FROM THE JEFFERSON COUNTY CIRCUIT COURT [NO. 35CR-13-107]
HONORABLE BERLIN C. JONES, JUDGE AFFIRMED.
C. Self, for appellant.
Rutledge, Att'y Gen., by: Adam Jackson, Ass't
Att'y Gen., for appellee.
DAN KEMP, Chief Justice
George Kennedy Cage appeals an order of the Jefferson County
Circuit Court convicting him of capital murder and
first-degree murder and sentencing him to two consecutive
life terms. For reversal, Cage argues that the circuit court
erred in finding him competent to stand trial and in refusing
to instruct the jury on a mental disease or defect. Pursuant
to Arkansas Supreme Court Rule 1-2(a)(2) (2016), we have
jurisdiction because the jury imposed a sentence of life
imprisonment without parole. We affirm.
January 19, 2013, at approximately 2:40 p.m., police officers
were dispatched to a Pine Bluff residence because of a
domestic disturbance. The dispatching operator advised that
the caller, later identified as Cage, stated that he had
"shot" his wife. The officers arrived at the scene
and took Cage into custody. Deputy David Walker placed Cage
in the patrol car, and Cage stated that he did not mean to
kill his wife, whom he identified as Mendi Bell. Investigator
Randy Jackson met with Cage at the Jefferson County
Sheriff's Criminal Investigation Division where the
investigator advised him of his Miranda rights. Cage
waived those rights in writing and agreed to give a
the interview, Cage stated that he had been playing a video
game that day while his stepson, William Dykes, repaired some
speakers in a car outside. Dykes walked inside the residence
and began playing the video game with Cage. According to
Cage, a character in the video game used a racial slur. Cage,
who is an African American, told Dykes, a white male, not to
use any racial slurs in the streets because he could get hurt
or killed. At that time, Cage's wife, a white female,
walked into the room and told him not to speak to her son in
that manner. Cage told Bell, who was pregnant with his child,
that she would have problems because their baby was biracial.
Cage claimed that he tried to counsel Dykes, who had used
racial slurs in the past. Cage stated that the discussion
with his wife became heated, and he called his aunt to
purchase a bus ticket so he could leave. Cage walked into the
kitchen. Bell followed and called Cage a "no good sorry
motherfucker" and stated that he "had not done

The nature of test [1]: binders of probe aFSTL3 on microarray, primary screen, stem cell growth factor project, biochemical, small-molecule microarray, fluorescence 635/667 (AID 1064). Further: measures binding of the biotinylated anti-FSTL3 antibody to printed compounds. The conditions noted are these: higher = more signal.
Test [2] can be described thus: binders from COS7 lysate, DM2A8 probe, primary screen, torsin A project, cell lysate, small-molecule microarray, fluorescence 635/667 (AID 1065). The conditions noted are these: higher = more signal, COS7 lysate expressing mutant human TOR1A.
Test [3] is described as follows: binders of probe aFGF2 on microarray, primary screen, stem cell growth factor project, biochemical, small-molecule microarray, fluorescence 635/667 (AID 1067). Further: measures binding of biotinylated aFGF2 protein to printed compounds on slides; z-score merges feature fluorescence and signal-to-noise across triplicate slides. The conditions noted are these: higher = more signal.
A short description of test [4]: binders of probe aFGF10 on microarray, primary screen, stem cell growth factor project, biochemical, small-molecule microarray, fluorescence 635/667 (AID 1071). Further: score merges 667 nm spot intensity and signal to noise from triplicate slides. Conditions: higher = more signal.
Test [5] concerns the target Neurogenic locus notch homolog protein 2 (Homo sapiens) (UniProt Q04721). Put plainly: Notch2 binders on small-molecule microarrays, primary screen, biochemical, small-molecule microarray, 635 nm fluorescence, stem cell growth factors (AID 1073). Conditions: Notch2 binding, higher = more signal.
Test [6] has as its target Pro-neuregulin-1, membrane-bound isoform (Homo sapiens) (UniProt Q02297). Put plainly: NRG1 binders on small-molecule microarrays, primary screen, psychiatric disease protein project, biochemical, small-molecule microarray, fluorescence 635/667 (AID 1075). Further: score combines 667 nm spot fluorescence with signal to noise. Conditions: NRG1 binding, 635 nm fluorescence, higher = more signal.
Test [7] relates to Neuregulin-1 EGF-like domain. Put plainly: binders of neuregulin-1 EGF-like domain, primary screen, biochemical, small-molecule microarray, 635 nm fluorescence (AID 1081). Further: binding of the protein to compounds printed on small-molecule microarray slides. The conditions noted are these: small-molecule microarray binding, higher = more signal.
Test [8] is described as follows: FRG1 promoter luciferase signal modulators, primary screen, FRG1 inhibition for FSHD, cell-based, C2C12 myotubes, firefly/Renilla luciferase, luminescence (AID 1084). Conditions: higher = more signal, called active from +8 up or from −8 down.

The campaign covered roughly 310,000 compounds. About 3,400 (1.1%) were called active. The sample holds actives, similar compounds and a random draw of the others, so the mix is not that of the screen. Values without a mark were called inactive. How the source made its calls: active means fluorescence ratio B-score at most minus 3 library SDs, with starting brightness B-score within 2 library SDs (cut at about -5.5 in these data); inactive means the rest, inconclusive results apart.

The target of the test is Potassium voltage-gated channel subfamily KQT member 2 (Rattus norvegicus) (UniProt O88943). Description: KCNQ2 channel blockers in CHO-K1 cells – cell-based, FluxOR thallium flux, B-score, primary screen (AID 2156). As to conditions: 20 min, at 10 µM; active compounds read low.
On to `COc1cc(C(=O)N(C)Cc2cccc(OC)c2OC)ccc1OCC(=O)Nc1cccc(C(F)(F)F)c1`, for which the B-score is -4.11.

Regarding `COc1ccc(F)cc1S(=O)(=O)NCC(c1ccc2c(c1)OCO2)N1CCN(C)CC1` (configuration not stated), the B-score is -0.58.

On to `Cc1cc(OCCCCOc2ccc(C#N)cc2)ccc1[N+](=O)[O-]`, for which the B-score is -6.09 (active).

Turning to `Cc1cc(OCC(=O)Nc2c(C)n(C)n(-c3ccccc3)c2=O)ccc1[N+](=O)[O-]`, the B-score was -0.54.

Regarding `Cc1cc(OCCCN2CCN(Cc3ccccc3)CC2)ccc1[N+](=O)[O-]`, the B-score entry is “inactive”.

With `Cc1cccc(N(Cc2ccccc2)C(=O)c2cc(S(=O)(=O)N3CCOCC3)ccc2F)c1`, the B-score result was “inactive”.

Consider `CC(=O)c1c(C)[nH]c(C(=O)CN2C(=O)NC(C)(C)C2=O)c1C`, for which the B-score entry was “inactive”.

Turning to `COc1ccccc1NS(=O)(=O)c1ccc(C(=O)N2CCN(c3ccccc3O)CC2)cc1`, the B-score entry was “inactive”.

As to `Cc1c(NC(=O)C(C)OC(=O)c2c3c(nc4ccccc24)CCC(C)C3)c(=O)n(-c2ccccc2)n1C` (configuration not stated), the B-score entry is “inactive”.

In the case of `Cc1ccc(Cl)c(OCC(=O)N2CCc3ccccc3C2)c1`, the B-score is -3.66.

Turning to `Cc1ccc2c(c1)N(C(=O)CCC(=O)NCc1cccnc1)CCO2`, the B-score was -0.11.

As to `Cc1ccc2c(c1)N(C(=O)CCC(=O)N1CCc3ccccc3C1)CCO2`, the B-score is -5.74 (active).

anything to contribute around the house." Cage claimed
that he "snapped, " grabbed a kitchen knife, turned
toward Bell, and began stabbing her in the face, neck, and
back as she ran out the door. Bell asked Dykes to take her to
the hospital, and Cage helped Bell get into the vehicle. Cage
stated that he returned to the residence, grabbed his
handgun, and called the sheriff's dispatch number. During
the call, he stated, "I just killed my wife. I'm
sorry. . . . I just started stabbing her. I stabbed her. . .
. I did not mean to hurt her."
afternoon, on January 19, 2013, Investigator Kaleisha Wise
interviewed Dykes at Jefferson Regional Medical Center. Dykes
stated that he witnessed Cage stab his mother as she exited
the front door. He stated that his mother fell to the ground,
stood up, and began bleeding profusely. According to Dykes,
Cage went into the residence, retrieved Bell's cell phone
and keys, tossed them to Dykes, and told him to call 911.
When Dykes attempted to get some towels, he realized that
Cage had locked the door to the residence. Dykes called his
sister, Elizabeth Jackson, who then called 911. Bell and her
unborn fetus later died as a result of her stab wounds.
February 26, 2013, the State filed an amended felony
information charging Cage with capital murder of his unborn
child and first-degree murder of his wife. Subsequently, on
July 31, 2013, Cage filed a motion for commitment to the
Arkansas State Hospital to determine whether, as a result of
mental disease or defect, he lacked capacity at the time of
the offense. The circuit court granted Cage's motion and